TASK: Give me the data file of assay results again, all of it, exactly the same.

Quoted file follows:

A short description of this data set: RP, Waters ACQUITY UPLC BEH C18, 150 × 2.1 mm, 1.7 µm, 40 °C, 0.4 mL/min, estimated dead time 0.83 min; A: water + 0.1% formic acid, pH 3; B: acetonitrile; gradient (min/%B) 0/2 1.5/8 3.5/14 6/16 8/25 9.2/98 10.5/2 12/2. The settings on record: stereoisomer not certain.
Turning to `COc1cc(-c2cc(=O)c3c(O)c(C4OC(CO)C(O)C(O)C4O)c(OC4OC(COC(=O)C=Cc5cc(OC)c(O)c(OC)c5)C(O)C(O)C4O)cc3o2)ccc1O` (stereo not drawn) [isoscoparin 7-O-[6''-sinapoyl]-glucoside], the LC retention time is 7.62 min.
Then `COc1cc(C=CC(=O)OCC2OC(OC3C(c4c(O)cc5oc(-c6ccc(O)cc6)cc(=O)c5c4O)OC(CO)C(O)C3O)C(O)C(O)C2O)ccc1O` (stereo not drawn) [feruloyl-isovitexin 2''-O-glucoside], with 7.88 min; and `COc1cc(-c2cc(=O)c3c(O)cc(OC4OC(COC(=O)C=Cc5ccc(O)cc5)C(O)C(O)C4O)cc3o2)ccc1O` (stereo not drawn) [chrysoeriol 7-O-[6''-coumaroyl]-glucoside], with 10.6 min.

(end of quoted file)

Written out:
A short description of this data set: RP, Waters ACQUITY UPLC BEH C18, 150 × 2.1 mm, 1.7 µm, 40 °C, 0.4 mL/min, estimated dead time 0.83 min; A: water + 0.1% formic acid, pH 3; B: acetonitrile; gradient (min/%B) 0/2 1.5/8 3.5/14 6/16 8/25 9.2/98 10.5/2 12/2. The settings on record: stereoisomer not certain.
Turning to `COc1cc(-c2cc(=O)c3c(O)c(C4OC(CO)C(O)C(O)C4O)c(OC4OC(COC(=O)C=Cc5cc(OC)c(O)c(OC)c5)C(O)C(O)C4O)cc3o2)ccc1O` (stereo not drawn) [isoscoparin 7-O-[6''-sinapoyl]-glucoside], the LC retention time is 7.62 min.
Then `COc1cc(C=CC(=O)OCC2OC(OC3C(c4c(O)cc5oc(-c6ccc(O)cc6)cc(=O)c5c4O)OC(CO)C(O)C3O)C(O)C(O)C2O)ccc1O` (stereo not drawn) [feruloyl-isovitexin 2''-O-glucoside], with 7.88 min; and `COc1cc(-c2cc(=O)c3c(O)cc(OC4OC(COC(=O)C=Cc5ccc(O)cc5)C(O)C(O)C4O)cc3o2)ccc1O` (stereo not drawn) [chrysoeriol 7-O-[6''-coumaroyl]-glucoside], with 10.6 min.